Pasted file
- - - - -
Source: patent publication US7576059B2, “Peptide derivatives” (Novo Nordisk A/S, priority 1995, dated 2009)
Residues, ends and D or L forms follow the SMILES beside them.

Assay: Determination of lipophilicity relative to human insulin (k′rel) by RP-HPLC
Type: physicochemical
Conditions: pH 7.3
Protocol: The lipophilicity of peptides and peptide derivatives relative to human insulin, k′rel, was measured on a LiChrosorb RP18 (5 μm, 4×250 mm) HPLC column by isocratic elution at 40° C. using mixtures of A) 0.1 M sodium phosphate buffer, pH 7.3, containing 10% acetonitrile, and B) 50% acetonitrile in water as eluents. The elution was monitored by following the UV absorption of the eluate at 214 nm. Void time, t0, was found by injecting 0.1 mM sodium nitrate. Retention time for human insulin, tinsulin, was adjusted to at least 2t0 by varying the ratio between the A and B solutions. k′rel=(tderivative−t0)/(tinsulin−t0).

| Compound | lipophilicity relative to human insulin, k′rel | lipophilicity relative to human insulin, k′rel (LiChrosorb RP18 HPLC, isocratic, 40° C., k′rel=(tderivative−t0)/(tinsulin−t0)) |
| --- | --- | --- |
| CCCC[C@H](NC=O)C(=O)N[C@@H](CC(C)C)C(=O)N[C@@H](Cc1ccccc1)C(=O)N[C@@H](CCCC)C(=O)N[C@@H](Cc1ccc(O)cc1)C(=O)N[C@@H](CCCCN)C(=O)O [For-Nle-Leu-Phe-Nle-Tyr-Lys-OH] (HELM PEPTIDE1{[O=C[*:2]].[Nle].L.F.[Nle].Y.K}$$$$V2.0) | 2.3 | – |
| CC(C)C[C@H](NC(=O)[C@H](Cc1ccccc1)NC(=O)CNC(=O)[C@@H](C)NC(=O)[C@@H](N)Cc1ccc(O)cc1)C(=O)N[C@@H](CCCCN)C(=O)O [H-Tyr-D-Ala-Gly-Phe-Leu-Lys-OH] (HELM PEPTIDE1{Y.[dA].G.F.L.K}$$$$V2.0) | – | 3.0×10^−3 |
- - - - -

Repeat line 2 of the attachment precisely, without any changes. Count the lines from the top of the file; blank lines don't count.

Residues, ends and D or L forms follow the SMILES beside them.